The SOVA Project is happy to feature this blog post written by one in our team of fantastic SOVA Ambassadors—these are young people who help create meaningful blog posts from adolescents’ perspectives.
Therapy often has a bad connotation. Many people associate therapy with being “crazy.” By crazy, I mean someone who may experience delusions or engage in highly erratic behavior. I have heard a plethora of people avoid going to therapy simply because they believe “it’s for crazy people.”
This is especially true in the African American community as “being strong” is highly valued in the culture. One reason is that African Americans have a history of slavery in which it was required for them to be mentally strong. Therefore, many African Americans in today’s time may see therapy as a weakness because our ancestors went through worse. Through all of this, I adapted the belief that therapy was for “crazy people” because I heard that phrase so many times. However, my thoughts of therapy changed when I started receiving therapeutic services myself.
When I first started college, I began to experience anxious and depressive episodes. I was struggling to cope with the stresses of college. I didn’t know what to do to reach a healthy mental state again. A professor of mine recommended that I stop by the counseling services on campus. At first, I was a little iffy about going because of the stigma I experienced around therapy, but I was at an all-time low and I did not know what else to do.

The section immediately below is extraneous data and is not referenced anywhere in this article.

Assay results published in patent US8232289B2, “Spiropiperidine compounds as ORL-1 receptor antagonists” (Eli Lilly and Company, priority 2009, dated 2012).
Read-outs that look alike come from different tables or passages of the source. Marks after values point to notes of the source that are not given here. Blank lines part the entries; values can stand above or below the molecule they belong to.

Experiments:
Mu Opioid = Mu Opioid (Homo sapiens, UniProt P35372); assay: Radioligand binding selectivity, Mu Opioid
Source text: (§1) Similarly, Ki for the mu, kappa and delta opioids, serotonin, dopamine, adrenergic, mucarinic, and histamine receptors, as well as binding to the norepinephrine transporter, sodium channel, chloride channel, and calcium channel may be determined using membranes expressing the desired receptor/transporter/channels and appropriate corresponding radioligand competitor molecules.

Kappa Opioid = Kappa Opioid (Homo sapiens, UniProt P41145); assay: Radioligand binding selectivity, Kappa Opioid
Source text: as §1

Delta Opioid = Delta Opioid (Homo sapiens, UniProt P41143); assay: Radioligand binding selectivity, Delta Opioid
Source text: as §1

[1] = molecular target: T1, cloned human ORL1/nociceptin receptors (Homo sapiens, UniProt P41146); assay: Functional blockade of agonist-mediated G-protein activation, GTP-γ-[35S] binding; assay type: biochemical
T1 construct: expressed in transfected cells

I felt surprisingly comfortable walking into my first therapy appointment. The environment was very welcoming. The staff was extremely nice. Also, I noticed familiar faces in the counseling lobby. I was not the only one out of my friend group that thought it was a good idea to seek out professional mental help. That was the first time I realized that therapy wasn’t for “crazy people” but rather the everyday person utilizes therapy.
It was hard opening up to my therapist the first time I went, but towards the end of the session I started to feel a bit more comfortable. I even felt relieved because I got a lot of my feelings off my chest. In the end, my outlook on therapy has definitely changed. Now, I see therapy as a healthy emotional outlet for all people. I no longer believe therapy is just for “crazy” people.
Do you attend therapy? If so, was there anything that initially stopped you from going? Why do you think it’s hard for people to start therapy?